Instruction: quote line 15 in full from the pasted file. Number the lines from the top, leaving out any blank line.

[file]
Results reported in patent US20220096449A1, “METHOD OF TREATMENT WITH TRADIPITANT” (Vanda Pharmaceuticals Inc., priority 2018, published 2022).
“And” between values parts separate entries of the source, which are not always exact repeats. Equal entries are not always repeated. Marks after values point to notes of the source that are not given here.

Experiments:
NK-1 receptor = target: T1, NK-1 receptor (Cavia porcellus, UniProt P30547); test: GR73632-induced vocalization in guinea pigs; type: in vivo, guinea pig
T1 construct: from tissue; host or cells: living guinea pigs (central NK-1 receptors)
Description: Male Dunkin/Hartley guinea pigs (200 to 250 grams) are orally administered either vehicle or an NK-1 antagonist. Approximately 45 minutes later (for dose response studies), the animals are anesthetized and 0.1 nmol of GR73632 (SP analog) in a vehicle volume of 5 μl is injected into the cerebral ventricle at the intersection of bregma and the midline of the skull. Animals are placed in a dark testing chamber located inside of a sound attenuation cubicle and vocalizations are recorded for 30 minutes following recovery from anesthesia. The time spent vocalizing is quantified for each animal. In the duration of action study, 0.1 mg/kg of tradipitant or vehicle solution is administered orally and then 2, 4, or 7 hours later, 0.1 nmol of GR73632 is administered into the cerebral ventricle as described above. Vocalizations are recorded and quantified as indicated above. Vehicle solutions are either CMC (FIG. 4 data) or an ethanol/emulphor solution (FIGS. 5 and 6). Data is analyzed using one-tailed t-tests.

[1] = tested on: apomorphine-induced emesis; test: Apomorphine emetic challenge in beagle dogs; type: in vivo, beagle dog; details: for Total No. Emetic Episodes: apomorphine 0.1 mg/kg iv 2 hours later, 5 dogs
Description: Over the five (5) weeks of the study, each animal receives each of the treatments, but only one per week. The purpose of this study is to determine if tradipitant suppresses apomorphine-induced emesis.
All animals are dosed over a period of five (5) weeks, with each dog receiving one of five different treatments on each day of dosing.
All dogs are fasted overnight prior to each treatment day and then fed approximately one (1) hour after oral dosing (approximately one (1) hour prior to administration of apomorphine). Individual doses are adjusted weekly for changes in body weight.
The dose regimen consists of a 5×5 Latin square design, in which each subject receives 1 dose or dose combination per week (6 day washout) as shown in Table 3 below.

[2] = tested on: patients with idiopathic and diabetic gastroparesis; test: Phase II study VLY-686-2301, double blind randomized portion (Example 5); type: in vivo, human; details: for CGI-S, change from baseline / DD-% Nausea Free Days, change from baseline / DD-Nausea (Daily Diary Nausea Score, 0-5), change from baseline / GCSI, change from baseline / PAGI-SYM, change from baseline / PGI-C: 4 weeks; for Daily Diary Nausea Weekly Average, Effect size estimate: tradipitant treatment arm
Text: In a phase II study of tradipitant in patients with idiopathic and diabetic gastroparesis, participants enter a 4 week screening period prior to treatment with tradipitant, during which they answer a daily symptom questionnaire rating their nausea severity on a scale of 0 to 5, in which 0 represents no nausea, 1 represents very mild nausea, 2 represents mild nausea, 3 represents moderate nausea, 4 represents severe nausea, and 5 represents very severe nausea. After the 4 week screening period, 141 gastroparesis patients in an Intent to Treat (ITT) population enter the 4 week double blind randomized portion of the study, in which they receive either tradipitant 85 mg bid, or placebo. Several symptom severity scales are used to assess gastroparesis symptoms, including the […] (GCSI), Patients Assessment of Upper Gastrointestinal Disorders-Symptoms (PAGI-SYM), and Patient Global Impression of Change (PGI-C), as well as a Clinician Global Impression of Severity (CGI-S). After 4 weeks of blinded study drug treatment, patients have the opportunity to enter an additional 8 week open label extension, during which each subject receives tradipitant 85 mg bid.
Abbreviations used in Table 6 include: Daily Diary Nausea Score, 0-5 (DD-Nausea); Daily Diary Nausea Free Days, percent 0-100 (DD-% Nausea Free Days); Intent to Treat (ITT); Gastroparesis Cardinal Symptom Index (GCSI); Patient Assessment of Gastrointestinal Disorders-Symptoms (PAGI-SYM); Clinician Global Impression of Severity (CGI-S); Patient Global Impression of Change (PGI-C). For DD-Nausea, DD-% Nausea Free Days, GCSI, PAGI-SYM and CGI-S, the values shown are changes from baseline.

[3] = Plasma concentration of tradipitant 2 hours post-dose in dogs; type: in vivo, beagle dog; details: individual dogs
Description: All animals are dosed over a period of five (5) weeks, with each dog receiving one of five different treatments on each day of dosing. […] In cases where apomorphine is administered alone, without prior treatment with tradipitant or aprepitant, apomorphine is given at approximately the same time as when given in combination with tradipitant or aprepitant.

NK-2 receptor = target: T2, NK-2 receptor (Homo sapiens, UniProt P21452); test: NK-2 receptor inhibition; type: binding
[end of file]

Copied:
[3] = Plasma concentration of tradipitant 2 hours post-dose in dogs; type: in vivo, beagle dog; details: individual dogs